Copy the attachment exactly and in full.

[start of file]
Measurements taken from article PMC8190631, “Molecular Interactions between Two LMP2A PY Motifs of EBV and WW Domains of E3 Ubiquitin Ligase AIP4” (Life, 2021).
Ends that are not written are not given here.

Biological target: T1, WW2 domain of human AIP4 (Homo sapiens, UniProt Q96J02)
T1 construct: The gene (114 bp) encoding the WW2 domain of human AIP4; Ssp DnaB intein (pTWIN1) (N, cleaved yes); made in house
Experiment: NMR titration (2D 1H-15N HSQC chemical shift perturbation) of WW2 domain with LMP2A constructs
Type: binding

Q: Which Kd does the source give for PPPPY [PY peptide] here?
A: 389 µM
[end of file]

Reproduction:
Measurements taken from article PMC8190631, “Molecular Interactions between Two LMP2A PY Motifs of EBV and WW Domains of E3 Ubiquitin Ligase AIP4” (Life, 2021).
Ends that are not written are not given here.

Biological target: T1, WW2 domain of human AIP4 (Homo sapiens, UniProt Q96J02)
T1 construct: The gene (114 bp) encoding the WW2 domain of human AIP4; Ssp DnaB intein (pTWIN1) (N, cleaved yes); made in house
Experiment: NMR titration (2D 1H-15N HSQC chemical shift perturbation) of WW2 domain with LMP2A constructs
Type: binding

Q: Which Kd does the source give for PPPPY [PY peptide] here?
A: 389 µM